11 on the 11th.

Today is Beaudin’s birthday! Huzzah!

Also, only two more days to vote for me (and two more days until MY birthday!)


Ok, back to the birthday:

I suppose once you think your kid may die, birthday’s always hit a little different.

The birthday after he was diagnosed, April 2019, I felt pretty good about his survival. We did have the best cancer, after all, so what could do wrong?

Birthday Beau 2019

Narrator voice: Little did she know, lots could actually go wrong…

April 2020 was odd in the ways 2020 was odd in general, but Beau was healthy and well on his way to finishing treatment. We did the precious, and now seemingly cliché, birthday party parade in our cul-de-sac and since it was only a handful of weeks into the pandemic, we had *many* car loads of people pass through because everyone wanted (needed?) something to celebrate.

Birthday Beau 2020.

But April 2021, well, that is where birthday things got tricky. We were 5 months into relapse and that meant that stats were far less, “Oh, 94% survive,” and far more, “Welp, 60-77% make it.” Moreover, April 11, 2021 had us divide between two states: Joshua and Beau in Philly, and me and Jude and Selah at home.

How do you make a birthday special for a kid who is living, isolated, in an unknown city, away from family and friends?

Well, the Filkin family, that’s how.

The Filkin’s are a family that prior to Philly we had very little connection to. Long story, tolerable: When I helped lead a MOPs group (2012-2019), Jane Filkin was one of the pastors at the church that sponsored the group. So, we knew each other as acquaintances and worked together on church-business things, but that was it. I knew her as a steady, pastoral presence, and nothing more. Fast forward, during the summer of 2020, the Filkin family made a prompt, life-changing move from Boulder, CO to a suburb outside Philadelphia. No one moves across the country with three kids without a good backstory, but those details are neither here nor there, what you need to understand is that the move was one of those shifts in life that introduces the “before and after” narrative thread. This move for Jane, Scott and their three kids had them physically and metaphorically starting over, from scratch.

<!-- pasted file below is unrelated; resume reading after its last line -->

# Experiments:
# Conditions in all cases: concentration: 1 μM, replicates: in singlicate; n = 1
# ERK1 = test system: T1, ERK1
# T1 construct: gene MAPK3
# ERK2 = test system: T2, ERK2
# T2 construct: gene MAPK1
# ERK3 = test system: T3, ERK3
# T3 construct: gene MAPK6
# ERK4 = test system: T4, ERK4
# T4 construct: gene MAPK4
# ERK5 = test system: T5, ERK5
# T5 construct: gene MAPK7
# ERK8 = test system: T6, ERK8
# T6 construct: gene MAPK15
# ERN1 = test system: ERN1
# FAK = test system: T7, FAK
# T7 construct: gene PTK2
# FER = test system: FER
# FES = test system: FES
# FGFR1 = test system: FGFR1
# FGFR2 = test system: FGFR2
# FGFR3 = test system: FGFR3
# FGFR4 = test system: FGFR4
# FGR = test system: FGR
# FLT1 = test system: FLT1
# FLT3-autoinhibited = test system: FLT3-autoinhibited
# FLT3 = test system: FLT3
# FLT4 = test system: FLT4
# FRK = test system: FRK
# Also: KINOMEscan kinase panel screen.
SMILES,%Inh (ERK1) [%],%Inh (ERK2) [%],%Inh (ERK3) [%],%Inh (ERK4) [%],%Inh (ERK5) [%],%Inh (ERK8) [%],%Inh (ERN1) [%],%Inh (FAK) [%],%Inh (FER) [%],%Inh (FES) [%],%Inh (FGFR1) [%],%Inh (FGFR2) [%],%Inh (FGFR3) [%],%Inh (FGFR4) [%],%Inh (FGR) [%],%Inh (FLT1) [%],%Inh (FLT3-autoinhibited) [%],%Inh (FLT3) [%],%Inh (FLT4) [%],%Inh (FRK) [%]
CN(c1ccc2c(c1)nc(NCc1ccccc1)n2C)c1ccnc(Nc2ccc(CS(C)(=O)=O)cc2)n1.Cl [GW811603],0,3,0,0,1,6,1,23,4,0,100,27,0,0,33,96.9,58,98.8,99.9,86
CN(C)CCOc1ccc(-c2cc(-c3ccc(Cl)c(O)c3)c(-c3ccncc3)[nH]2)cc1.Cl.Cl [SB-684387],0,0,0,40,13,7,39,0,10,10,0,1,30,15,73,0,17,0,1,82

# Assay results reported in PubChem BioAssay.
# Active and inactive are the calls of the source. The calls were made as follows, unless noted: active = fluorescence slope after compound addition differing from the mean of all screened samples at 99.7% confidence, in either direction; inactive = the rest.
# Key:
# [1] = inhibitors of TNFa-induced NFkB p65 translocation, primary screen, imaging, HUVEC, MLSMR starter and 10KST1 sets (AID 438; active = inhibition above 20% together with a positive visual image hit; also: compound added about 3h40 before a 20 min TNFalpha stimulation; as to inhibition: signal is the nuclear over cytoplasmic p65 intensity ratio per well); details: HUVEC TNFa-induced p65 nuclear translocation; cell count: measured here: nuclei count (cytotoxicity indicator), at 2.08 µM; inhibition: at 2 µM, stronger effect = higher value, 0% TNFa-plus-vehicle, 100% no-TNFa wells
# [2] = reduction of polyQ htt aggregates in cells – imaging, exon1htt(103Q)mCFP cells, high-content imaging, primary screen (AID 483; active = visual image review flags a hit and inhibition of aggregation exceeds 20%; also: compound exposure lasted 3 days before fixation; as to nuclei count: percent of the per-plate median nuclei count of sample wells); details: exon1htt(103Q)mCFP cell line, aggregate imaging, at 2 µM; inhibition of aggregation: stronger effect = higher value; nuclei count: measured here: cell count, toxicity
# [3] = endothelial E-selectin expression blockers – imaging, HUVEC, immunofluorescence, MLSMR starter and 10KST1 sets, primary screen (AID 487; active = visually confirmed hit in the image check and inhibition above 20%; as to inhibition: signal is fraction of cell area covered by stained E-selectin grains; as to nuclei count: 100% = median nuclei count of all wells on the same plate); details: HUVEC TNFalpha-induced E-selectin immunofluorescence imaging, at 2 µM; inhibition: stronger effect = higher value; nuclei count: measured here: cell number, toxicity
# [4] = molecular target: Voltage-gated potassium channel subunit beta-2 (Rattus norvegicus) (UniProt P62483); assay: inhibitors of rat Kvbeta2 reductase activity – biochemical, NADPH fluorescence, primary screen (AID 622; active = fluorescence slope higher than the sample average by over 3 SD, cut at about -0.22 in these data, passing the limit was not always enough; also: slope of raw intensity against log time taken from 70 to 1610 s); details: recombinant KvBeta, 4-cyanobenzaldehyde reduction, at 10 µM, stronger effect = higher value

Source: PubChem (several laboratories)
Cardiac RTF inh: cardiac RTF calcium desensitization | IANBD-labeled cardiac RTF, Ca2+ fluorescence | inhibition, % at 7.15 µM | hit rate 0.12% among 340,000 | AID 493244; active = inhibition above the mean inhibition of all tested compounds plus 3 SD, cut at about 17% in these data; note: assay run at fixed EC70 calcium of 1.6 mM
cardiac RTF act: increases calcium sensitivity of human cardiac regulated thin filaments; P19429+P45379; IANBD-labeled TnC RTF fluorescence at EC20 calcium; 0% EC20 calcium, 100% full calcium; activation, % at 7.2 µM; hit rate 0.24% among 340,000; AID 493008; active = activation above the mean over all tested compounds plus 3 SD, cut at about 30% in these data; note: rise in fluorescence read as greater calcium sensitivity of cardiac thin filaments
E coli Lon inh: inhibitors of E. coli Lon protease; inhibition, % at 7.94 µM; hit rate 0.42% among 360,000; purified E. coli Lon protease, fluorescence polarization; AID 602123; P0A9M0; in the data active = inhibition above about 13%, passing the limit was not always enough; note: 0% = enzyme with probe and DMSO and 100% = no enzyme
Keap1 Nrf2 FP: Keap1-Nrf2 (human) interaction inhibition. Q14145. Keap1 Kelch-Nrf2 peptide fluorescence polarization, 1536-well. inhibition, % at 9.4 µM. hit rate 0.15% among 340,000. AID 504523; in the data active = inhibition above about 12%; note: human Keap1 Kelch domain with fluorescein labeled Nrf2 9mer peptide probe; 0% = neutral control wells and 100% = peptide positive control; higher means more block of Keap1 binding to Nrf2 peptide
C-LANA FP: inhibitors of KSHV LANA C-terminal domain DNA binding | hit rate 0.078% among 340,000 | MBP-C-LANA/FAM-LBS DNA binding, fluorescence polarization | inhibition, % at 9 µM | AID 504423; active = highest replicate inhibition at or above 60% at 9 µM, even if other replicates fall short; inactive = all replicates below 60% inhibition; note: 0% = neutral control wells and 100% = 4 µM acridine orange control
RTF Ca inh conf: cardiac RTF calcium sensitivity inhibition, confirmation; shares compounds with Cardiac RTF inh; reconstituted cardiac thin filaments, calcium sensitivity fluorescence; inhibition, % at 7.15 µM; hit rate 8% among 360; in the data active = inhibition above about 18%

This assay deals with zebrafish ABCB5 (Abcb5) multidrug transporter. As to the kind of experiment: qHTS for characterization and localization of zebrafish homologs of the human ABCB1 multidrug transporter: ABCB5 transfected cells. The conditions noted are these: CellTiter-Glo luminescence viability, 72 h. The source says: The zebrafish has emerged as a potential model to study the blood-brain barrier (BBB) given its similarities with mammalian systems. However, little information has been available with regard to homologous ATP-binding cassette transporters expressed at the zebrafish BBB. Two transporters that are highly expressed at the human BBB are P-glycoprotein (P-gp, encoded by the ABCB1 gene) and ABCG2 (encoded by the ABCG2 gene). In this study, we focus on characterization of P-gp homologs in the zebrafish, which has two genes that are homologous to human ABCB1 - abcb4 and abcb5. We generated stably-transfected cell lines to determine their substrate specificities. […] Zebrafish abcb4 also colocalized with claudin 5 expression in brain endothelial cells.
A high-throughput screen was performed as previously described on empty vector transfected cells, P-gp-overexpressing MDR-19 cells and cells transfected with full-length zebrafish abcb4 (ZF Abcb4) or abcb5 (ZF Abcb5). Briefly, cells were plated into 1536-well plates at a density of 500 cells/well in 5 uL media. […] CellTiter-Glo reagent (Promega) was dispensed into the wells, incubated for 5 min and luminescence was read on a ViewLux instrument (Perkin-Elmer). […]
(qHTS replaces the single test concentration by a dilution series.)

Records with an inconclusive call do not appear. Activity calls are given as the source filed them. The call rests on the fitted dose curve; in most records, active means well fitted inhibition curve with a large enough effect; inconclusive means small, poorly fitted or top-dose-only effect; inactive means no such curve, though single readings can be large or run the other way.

Enter March 2021.

When Beaudin and I settled in to Philly I got a text from Jane. She wanted to deliver some food and “a couple things for Beau.'” I thought it would be nice to see a familiar face and again, always recalled her being quite pastoral. I figured we could use some of that in our life. I knew something upending had happened before they left Boulder, but really had no details, and for that I was thankful. She was a friendly face, and I needed a friend.

She came to our apartment with a car load of items. Organic shampoo and conditioner, a candle, a huge scarf (that I proceeded to wrap myself in almost daily), toys and crafts for Beau, and quarts of delicious food from a local Deli, including a shaved Brussel sprout salad that I still dream about.

We sat on the couch and immediately I felt like I had a dear friend alongside me. Because if you know me, you know I cut to the chase, I asked her why she was here, what had happened (in Boulder), and how on earth were we both going to make a way. We spoke for over an hour.

I’m not sure how I got here, we both said.

I can’t really believe this is my life, we both agreed.

Sometimes the pain feels entirely too much to make sense of, we commiserated.

Deep inside, I think this is where I am meant to be, we understood.